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Iraq Raid Prompts Finger-Pointing

A U.S. aircraft fired six missiles into a farm north of Fallujah on Tuesday, killing three men and wounding three others, police and villagers said. The U.S. military said its forces were pursuing guerrillas who attacked soldiers and that it knew of only one person killed.

Two young boys were among the wounded in the attack, and their father and two neighbors were killed, witnesses and neighbors said.

U.S. Spec. Nicole Thompson said soldiers from the 82nd Airborne Division were attacked and the assailants ran into a building in the village of al-Sajr, 9 miles north of Fallujah. American ground troops called in air support and one guerrilla fighter was killed, she said.

Fallujah is one of the most dangerous cities in the so-called "Sunni Triangle," the region north and west of Baghdad where support for Saddam Hussein runs strongest and where U.S. troops have met stiffest resistance.

In other developments:

  • President Bush told the United Nations on Tuesday that a democratic transition in Iraq won't be rushed, responding to French and German calls for a quick handover. He reached out to other nations to help rebuild Iraq, now controlled by a U.S.-led coalition.
  • Congress is being urged to quickly approve the $87 billion the Bush administration wants for the wars in Iraq and Afghanistan. Twenty billion of that is to go toward rebuilding Iraq. The U.S. administrator in Iraq, American administrator L. Paul Bremer, says creating a "sovereign, democratic, constitutional and prosperous Iraq" would be a blow to terrorists. An administration document shows the rebuilding plan includes money to establish ZIP codes, help Iraqi workers learn English and start a museum of Saddam Hussein's atrocities.
  • U.S. military officials say American troops acted within the rules when they shot and killed a Reuters cameraman in Iraq last month. Mazen Dana was taping outside a prison in western Baghdad when U.S. soldiers say they mistook his camera for a rocket-propelled grenade launcher and opened fire on him.
  • About half of the Iraqi population is in need of food assistance, two U.N. food agencies said Tuesday, blaming the war and years of economic sanctions and drought. Of these, some 3.5 million Iraqis -- vulnerable groups such as malnourished children, pregnant women and nursing mothers -- will need supplementary food rations next year, at an estimated cost of $51 million.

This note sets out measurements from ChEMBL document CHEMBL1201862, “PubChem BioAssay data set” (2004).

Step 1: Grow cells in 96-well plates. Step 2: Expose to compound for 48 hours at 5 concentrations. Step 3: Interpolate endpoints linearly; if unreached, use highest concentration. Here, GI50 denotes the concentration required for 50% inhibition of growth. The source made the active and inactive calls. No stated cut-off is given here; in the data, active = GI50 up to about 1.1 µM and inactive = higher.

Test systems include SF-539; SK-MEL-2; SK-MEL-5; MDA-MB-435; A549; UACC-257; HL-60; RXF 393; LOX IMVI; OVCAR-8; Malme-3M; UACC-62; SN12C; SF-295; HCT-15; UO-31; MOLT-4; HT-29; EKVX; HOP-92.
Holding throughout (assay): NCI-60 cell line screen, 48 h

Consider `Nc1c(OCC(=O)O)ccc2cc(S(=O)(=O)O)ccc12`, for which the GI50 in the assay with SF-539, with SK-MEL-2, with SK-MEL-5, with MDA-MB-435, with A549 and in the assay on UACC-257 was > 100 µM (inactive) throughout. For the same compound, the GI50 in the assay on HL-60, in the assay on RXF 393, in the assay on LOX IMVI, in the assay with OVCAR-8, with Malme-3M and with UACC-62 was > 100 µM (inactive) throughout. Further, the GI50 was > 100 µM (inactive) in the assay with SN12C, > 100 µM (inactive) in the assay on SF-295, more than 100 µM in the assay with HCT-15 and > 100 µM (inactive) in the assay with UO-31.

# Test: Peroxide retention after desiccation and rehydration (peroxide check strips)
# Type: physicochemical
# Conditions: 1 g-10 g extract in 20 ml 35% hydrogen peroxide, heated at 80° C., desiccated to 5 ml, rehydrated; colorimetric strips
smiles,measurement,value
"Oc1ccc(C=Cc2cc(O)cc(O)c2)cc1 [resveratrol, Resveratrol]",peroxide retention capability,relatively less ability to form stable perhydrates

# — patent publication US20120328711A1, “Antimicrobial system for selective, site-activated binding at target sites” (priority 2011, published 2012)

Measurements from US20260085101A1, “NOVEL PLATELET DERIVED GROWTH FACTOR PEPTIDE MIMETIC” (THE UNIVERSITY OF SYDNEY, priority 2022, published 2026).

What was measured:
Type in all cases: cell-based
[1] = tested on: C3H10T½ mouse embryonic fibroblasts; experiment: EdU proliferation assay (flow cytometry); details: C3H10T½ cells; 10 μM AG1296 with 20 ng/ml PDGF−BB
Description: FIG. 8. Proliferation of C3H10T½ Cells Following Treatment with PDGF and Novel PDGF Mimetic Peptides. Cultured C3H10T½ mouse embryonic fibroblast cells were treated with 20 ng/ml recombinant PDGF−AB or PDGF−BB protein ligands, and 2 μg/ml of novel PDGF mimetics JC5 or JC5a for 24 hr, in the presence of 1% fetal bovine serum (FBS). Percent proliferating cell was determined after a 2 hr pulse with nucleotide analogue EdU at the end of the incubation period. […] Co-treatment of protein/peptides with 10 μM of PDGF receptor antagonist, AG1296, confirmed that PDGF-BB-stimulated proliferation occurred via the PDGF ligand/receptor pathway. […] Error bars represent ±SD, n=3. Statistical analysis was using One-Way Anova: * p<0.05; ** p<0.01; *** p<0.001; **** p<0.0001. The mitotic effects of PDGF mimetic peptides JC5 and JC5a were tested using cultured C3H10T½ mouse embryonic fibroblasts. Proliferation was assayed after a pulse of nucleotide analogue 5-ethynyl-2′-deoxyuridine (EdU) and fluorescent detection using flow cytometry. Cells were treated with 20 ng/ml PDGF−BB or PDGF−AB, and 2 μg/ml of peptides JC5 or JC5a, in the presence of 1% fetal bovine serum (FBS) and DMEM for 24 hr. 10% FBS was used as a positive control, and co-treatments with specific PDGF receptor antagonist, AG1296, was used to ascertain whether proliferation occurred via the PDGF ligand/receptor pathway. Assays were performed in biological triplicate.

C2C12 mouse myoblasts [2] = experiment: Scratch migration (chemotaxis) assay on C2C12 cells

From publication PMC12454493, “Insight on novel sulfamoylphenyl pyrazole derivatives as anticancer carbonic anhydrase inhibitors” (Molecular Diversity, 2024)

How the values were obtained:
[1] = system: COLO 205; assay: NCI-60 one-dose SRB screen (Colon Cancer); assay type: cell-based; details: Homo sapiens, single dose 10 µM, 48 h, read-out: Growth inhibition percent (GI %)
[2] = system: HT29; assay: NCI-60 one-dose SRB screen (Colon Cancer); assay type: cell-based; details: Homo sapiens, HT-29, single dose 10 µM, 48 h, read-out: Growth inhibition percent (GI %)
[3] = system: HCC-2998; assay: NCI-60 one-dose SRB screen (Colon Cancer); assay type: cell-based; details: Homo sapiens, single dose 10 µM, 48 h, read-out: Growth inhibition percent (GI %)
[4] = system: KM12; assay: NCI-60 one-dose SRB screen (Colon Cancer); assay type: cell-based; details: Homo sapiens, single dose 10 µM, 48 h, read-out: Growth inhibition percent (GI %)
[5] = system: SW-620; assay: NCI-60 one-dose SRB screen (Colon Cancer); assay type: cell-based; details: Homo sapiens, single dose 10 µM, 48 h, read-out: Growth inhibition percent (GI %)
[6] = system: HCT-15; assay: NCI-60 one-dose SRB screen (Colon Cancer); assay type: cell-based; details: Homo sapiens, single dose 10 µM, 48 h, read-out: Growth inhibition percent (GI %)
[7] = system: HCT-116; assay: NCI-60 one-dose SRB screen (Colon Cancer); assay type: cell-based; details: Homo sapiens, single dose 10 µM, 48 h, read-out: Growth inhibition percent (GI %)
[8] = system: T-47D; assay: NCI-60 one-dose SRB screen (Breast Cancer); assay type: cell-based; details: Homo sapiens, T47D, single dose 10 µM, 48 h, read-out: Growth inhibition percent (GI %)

At the Fallujah hospital, Abed Rasheed, 50, one of the wounded, said he was sleeping with his family on the roof of his house when he heard small arms fire. He ran downstairs just as the American aircraft raced overhead, firing what he believed were rockets. He was hospitalized with wounds in the chest and left foot.

    "There never was any trouble in our village and the Americans have never been inside it," said Rasheed, a retired non-commissioned army officer, from his hospital bed. "This is genocide. This is not about overthrowing a government or regime change," he said.

    After the strike, there were five craters — the biggest about three years wide — in the courtyard of the farmhouse of Ali Khalaf Mohammed. A sixth missile crashed through the roof of one of the rooms in the house, creating a two-yard square hole.

    Mohammed, 45, was killed. The other dead men were identified by villagers as Saadi Fayad and Salem Ismail, both of them neighbors said to be in their mid-30s.

    The injured included two of Mohammed's sons — Hussein, 11, and his brother Tahseen, 9. At Fallujah hospital, Hussein lay in his hospital bed wearing a blood-soaked gown. His brother was a few yards away, his face swollen from facial cuts. His right thigh bore shrapnel wounds.

    About 250 people gathered at the village cemetery to bury the three men.

    "May God's curse fall upon the Americans, for they have no fear of God. Are these American human rights?" asked Mohsen Herish, a cousin of Mohammed.

    Mohammed's 48-year-old brother, Mohammed Khalaf Mohammed, who shared the house, said an American officer came to the house of his dead brother bout 9 a.m. Tuesday and inspected the damage.

    Mohammed said the officer, speaking through an interpreter, apologized and said, "We are here to protect you."

    "I replied, 'If this is your protection we don't need it.' The Americans think we are protecting Saddam's people, but in our village we never even liked Saddam," the brother said. He said he did not have the name of the U.S. officer.

    Villagers said they heard U.S. jet fighters in the air as well as helicopters.

    The U.S. Central Command reported Tuesday that a 101st Airborne Division soldier died from a non-hostile gunshot wound in an area south of Mosul on Sept. 22.

    In Baghdad on Monday, the U.S.-picked Governing Council voted to evict two Arab satellite broadcasting companies from Iraq, said Iraqi National Congress spokesman Entifadh K. Qanbar. The Qatar-based Al-Jazeera and Dubai-based Al-Arabiya have given blanket coverage of events in Iraq, often highly critical of the U.S.-led occupation.

    "We have not been advised officially of such a decision. Our office is still open, our people are still working. It's business as usual," Al-Jazeera spokesman Jihad Ballout said in Qatar.

    In Dubai, an Al-Arabiya spokesman said he had heard nothing about the vote and would have no comment until the network received official notification.

    Also Monday, the U.S. military denied its soldiers fired on a wedding party in Fallujah Sept. 17, killing a 14-year-old boy and wounding six others. Witnesses to the alleged incident said the soldiers opened fire, apparently believing they were under attack when guests at the wedding fired their guns in celebration.

    "There was no (U.S. military) unit where this supposedly occurred," military spokesman Lt. Col. George Krivo said.